One moment ...
Default project is now your active project.
Project items

Items saved from this article

This article has been saved
Highlights (0)
Some of your highlights are legacy items.

Highlights saved before July 30, 2012 will not be displayed on their respective source pages.

You can easily re-create the highlights by opening the book page or article, selecting the text, and clicking “Highlight.”

Citations (0)
Some of your citations are legacy items.

Any citation created before July 30, 2012 will labeled as a “Cited page.” New citations will be saved as cited passages, pages or articles.

We also added the ability to view new citations from your projects or the book or article where you created them.

Notes (0)
Bookmarks (0)

You have no saved items from this article

Project items include:
  • Saved book/article
  • Highlights
  • Quotes/citations
  • Notes
  • Bookmarks
Notes
Cite this article

Cited article

Style
Citations are available only to our active members.
Buy instant access to cite pages or passages in MLA, APA and Chicago citation styles.

(Einhorn, 1992, p. 25)

(Einhorn 25)

1. Lois J. Einhorn, Abraham Lincoln, the Orator: Penetrating the Lincoln Legend (Westport, CT: Greenwood Press, 1992), 25, http://www.questia.com/read/27419298.

Cited article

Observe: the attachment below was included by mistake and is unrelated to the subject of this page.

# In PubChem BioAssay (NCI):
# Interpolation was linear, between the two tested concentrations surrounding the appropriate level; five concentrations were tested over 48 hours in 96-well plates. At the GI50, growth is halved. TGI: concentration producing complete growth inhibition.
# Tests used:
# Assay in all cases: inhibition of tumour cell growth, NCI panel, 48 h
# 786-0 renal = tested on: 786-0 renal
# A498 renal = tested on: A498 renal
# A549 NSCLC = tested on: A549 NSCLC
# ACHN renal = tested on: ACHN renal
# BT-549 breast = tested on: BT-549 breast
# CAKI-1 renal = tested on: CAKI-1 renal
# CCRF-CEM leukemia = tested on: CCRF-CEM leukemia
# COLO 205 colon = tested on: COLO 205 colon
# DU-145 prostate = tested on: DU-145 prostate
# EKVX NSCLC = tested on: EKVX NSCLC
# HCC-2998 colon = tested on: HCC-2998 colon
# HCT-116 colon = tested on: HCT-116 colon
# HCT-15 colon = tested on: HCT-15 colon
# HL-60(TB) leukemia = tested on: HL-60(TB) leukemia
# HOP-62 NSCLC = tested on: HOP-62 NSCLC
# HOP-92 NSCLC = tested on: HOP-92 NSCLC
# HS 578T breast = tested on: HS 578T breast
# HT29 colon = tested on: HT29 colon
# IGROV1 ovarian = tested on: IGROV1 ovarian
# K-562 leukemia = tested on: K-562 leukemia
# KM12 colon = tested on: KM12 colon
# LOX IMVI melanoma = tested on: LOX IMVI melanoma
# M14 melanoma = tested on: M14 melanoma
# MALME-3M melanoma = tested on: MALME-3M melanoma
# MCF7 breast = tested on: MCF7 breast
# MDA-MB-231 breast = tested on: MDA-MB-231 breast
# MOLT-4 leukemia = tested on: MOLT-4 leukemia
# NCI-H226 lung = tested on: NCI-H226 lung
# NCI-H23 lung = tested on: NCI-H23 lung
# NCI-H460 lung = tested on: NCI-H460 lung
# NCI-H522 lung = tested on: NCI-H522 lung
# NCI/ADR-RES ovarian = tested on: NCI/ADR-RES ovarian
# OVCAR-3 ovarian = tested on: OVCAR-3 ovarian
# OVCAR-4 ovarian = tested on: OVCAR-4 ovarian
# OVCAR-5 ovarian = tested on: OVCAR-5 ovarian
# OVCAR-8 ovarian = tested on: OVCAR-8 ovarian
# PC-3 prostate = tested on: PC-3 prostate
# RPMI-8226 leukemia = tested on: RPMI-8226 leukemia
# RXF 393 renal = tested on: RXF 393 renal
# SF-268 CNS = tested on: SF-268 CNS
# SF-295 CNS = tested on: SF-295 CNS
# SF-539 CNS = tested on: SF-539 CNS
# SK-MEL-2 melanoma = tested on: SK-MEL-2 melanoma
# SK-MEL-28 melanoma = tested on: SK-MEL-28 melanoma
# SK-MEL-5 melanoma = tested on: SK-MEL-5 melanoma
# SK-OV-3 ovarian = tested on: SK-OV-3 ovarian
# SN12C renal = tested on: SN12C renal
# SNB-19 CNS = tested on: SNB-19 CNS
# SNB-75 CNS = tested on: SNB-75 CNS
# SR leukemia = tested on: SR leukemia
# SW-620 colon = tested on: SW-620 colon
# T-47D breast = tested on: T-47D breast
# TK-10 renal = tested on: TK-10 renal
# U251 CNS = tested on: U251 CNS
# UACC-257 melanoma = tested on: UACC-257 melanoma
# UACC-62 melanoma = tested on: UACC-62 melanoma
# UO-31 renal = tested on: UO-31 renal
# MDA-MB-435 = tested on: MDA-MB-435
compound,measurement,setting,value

Saudi Arabia: The Coming Storm
Settings

Settings

Typeface
Text size Smaller Larger Reset View mode
Search within

Search within this article

Look up

Look up a word

  • Dictionary
  • Thesaurus
Please submit a word or phrase above.
Print this page

Print this page

Why can't I print more than one page at a time?

Help
Full screen

matching results for page

    Questia reader help

    How to highlight and cite specific passages

    1. Click or tap the first word you want to select.
    2. Click or tap the last word you want to select, and you’ll see everything in between get selected.
    3. You’ll then get a menu of options like creating a highlight or a citation from that passage of text.

    OK, got it!

    Cited passage

    Style
    Citations are available only to our active members.
    Buy instant access to cite pages or passages in MLA, APA and Chicago citation styles.

    "Portraying himself as an honest, ordinary person helped Lincoln identify with his audiences." (Einhorn, 1992, p. 25).

    "Portraying himself as an honest, ordinary person helped Lincoln identify with his audiences." (Einhorn 25)

    "Portraying himself as an honest, ordinary person helped Lincoln identify with his audiences."1

    1. Lois J. Einhorn, Abraham Lincoln, the Orator: Penetrating the Lincoln Legend (Westport, CT: Greenwood Press, 1992), 25, http://www.questia.com/read/27419298.

    Cited passage

    Thanks for trying Questia!

    Please continue trying out our research tools, but please note, full functionality is available only to our active members.

    Your work will be lost once you leave this Web page.

    Buy instant access to save your work.

    Already a member? Log in now.

    Author Advanced search

    Oops!

    An unknown error has occurred. Please click the button below to reload the page. If the problem persists, please try again in a little while.